Today’s fun fact:
Mrs. A. Lincoln Filene of Boston, music patron and philanthropist, and George Gershwin, American composer, are among those who have contributed towards scholarships with Arnold Schönberg, internationally famous musician and teacher, who will come here next month to teach at the Malkin Conservatory of Music in Boston. Schönberg is an exile from Germany.
From a September 26, 1933 New York Times report. (That’s Filene as in Filene’s Basement, by the way.) Most of us Schoenberg fans know of his one-year stint at the Malkin Conservatory, before he left for California on the grounds of, depending what you read, health or disappointingly poor students (probably both). I’d even run across mention of Gershwin’s support. But his remarks were new to me.
Gershwin’s gift to the Schönberg scholarship fund was made as soon as he was informed of the great modernist’s coming to the United States. Himself an exponent of the use of the modern, native idiom in composition, Gershwin was delighted to come to the aid of the man who has been one of the most daring musical experimenters of our time.
“America may well consider herself fortunate,” Gershwin said yesterday, “to have so distinguished a composer and teacher choose this country for his home. It is my sincere hope that Schönberg will stay a long, long time. His teaching at Boston cannot fail to stimulate and better musical expression here.
“Furthermore, it will once more prove to Germany our intense disapproval of its tyranny and bigotry. Germany’s loss will be this country’s musical gain.”
Time magazine also covered Schoenberg’s arrival.
He has upset conservative concertgoers more than any other modern composer. Philadelphia and New York have not forgotten the harrowing chromatics in Die Glückliche Hand, which Leopold Stokowski gave three years ago. The much talked-of Wozzeck, which the Philadelphia Grand Opera Company put on, is a Schönberg stepchild. His pupil Alban Berg wrote it.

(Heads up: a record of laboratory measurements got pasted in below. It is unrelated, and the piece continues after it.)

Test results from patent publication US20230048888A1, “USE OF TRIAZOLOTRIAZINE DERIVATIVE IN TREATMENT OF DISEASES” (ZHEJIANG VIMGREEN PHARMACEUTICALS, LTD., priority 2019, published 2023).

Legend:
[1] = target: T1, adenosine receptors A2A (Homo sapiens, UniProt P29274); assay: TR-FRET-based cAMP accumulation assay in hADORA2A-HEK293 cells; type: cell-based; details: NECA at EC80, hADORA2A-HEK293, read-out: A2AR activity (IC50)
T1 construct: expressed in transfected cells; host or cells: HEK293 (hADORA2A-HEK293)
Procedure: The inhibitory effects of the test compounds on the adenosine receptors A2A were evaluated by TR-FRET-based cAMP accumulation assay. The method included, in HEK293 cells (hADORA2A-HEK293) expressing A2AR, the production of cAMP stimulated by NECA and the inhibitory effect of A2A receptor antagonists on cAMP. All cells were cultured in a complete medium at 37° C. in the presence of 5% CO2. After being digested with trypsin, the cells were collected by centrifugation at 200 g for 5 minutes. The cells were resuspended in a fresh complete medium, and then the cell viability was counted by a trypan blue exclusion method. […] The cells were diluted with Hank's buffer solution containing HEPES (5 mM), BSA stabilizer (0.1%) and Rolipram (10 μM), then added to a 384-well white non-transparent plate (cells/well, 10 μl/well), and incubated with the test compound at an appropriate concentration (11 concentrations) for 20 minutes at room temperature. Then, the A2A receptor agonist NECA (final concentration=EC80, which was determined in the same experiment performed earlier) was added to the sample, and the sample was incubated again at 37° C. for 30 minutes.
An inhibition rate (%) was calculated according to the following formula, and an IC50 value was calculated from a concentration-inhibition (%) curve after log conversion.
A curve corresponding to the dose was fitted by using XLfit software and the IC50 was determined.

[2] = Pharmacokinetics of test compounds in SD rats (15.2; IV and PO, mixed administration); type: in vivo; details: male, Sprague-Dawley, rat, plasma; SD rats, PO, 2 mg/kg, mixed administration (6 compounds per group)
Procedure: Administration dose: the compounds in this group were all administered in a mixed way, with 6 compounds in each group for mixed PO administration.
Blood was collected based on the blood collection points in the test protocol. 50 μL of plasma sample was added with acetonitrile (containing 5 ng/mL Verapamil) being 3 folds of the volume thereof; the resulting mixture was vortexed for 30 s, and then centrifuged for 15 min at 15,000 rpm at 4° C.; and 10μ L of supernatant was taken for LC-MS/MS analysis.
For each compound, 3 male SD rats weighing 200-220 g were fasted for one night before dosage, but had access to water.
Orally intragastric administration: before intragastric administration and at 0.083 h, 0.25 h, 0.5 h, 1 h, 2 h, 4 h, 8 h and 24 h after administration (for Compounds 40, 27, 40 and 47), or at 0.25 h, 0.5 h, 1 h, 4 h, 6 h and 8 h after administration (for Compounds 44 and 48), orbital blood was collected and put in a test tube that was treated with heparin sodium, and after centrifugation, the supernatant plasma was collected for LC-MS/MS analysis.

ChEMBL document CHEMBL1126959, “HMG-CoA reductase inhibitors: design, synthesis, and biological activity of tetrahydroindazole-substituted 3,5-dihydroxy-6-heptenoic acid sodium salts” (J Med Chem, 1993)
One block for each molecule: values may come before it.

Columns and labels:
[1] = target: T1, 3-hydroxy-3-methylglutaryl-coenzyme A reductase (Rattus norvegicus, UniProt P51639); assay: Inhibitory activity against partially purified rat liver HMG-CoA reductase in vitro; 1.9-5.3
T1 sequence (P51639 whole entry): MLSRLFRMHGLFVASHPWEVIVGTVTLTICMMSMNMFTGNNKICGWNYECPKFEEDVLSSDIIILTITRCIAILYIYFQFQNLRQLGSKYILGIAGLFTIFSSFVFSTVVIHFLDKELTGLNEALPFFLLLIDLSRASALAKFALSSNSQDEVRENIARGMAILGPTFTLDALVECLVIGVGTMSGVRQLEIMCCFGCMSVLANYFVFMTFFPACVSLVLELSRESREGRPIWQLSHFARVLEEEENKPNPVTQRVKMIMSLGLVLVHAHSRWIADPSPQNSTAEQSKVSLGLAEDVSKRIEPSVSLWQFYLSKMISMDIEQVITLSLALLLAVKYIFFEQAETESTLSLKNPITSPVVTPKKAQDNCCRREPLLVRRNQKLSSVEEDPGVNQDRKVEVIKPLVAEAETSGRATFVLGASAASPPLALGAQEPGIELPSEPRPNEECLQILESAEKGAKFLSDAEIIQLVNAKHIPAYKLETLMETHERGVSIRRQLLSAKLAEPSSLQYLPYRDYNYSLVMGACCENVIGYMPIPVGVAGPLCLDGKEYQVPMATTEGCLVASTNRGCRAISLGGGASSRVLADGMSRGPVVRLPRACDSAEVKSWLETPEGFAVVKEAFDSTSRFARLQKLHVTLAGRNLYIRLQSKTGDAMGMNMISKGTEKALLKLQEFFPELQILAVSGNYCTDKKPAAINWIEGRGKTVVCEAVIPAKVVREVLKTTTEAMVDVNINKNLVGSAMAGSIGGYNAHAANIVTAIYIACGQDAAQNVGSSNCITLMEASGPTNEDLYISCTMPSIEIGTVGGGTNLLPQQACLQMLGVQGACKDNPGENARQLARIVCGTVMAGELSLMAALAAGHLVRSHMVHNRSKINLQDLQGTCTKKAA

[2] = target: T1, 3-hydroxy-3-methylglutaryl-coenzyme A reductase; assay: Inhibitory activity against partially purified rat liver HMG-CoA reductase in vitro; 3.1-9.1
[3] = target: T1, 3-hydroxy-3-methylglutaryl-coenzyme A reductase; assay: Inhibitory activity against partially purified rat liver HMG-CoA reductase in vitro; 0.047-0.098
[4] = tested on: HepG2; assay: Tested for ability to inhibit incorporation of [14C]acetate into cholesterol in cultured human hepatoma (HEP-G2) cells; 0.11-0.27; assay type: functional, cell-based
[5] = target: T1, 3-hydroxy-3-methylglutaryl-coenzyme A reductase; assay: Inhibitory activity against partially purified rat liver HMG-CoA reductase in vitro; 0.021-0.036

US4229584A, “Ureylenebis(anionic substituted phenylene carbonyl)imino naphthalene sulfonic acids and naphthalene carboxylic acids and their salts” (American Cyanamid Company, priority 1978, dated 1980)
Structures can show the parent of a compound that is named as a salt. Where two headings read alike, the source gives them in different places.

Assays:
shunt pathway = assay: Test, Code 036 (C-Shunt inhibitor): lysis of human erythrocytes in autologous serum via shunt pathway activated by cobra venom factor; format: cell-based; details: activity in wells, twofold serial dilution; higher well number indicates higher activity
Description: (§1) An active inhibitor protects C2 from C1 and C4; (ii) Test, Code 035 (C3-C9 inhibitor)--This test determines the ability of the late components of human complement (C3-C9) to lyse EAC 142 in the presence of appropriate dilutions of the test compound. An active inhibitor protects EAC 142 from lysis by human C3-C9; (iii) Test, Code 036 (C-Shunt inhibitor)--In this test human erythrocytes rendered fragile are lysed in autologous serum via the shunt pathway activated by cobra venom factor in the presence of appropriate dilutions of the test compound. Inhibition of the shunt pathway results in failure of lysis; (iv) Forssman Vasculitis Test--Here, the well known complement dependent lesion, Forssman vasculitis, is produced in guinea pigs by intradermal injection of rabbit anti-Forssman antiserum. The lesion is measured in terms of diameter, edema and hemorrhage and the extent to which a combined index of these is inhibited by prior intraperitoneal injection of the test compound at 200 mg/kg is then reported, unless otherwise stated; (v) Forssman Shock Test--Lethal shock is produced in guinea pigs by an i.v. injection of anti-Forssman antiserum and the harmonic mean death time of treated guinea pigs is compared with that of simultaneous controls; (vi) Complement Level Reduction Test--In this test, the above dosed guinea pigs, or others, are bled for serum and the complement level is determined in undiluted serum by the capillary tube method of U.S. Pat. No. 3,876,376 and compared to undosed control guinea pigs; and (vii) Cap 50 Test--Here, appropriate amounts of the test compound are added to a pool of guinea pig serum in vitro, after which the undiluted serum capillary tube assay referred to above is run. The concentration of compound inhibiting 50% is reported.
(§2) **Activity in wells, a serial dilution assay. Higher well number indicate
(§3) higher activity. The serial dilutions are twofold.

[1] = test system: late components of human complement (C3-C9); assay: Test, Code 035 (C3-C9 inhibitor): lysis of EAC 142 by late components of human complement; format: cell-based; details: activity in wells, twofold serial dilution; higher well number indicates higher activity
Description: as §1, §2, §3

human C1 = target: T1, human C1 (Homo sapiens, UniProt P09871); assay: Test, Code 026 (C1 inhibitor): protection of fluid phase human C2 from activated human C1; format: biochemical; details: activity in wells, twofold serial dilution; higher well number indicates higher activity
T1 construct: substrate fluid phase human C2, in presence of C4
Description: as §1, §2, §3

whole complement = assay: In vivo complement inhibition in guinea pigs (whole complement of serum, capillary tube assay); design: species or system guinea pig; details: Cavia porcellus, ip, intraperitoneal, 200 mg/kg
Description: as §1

Three weeks ago Arnold Schönberg landed in the U. S., surprised everyone by being a shy, mild little man not a bit fierce or radical in his comments on music or German politics….
Critics took the stand that in his effort to develop something new Schönberg had lost his real inspiration and become a hard-headed mathematician…. But no one has denied his genius as a teacher. In Europe where he had the facilities he took his pupils into his home to live, helped them study Bach and Beethoven, then let them write the kind of music which came naturally to them. His U. S. pupils will have to go through the same fundamental training. The one thing he will not encourage is imitation Schönberg.
It’s interesting that at this point, Gershwin had not actually met Schoenberg;* most likely Gershwin’s enthusiasm stemmed from his 1928 meeting with Alban Berg in Vienna. Also note Schoenberg’s high reputation in the press—even in Time, which doesn’t think much of the music—contrasting with the prophet-in-the-wilderness perception of Schoenberg’s arrival on these shores (a perception cultivated not a little by Schoenberg himself). Gershwin’s comments, assuming they reflect his thinking (the quote does sound a bit like a press release), show him on the cutting edge for 1933, both culturally and politically; this is, after all, only a few months after the Reichstag fire, and still prior Hindenburg’s death.
The Malkin Conservatory seems like a great topic for study, incidentally—it was only in existence for a decade, yet attracted such students and faculty as Schoenberg, Roger Sessions, Ernst Krenek, Nicolas Slonimsky, Conlon Nancarrow, Harold Shapero, and Arthur Fiedler. Imagine those convocations.
*Update (1/15): Or had he? A murky minor mystery of history—see comments.